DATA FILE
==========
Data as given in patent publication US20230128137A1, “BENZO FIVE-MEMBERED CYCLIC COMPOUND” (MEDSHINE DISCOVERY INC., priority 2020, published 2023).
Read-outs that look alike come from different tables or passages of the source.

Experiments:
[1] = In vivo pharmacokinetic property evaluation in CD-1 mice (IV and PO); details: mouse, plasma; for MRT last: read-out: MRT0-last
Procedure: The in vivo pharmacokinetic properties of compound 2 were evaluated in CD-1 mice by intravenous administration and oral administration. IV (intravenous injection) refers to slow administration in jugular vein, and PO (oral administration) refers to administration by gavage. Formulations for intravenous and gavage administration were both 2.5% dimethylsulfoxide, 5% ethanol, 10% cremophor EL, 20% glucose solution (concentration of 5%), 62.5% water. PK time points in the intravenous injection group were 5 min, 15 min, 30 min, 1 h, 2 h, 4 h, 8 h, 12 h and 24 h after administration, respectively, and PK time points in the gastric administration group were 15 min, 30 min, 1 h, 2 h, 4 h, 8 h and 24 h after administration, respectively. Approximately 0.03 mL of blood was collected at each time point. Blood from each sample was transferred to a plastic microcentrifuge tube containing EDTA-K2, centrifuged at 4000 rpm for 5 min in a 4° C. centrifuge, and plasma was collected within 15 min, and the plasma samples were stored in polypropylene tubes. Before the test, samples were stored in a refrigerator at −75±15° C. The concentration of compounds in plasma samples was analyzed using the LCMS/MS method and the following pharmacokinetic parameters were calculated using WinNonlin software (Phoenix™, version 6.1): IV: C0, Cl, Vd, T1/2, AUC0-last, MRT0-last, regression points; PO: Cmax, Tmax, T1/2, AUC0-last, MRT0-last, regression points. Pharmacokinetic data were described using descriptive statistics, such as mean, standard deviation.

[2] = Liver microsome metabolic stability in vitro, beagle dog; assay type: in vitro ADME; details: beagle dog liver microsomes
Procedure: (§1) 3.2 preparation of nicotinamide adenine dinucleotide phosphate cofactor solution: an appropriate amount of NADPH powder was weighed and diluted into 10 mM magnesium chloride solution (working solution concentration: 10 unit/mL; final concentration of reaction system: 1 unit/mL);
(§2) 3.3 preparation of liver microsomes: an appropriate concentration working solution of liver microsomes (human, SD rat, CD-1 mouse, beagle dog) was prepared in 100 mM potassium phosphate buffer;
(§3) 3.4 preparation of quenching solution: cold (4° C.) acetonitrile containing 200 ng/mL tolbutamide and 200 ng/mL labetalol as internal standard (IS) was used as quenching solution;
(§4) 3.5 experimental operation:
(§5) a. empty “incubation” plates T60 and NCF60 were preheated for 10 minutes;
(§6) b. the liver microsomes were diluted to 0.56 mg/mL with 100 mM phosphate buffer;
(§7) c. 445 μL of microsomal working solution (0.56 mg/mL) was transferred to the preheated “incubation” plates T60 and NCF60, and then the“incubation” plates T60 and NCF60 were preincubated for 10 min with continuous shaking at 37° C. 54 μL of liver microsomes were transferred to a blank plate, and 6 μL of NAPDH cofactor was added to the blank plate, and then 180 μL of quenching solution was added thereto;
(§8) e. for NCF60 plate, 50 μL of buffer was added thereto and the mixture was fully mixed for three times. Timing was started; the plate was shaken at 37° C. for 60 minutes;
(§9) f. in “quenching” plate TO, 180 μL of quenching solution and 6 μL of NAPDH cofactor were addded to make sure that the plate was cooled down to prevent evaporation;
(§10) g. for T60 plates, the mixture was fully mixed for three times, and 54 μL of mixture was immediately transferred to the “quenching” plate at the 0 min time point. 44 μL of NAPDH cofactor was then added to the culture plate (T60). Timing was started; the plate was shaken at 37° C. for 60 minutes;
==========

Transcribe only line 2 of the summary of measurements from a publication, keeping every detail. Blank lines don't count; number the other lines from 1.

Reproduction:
Read-outs that look alike come from different tables or passages of the source.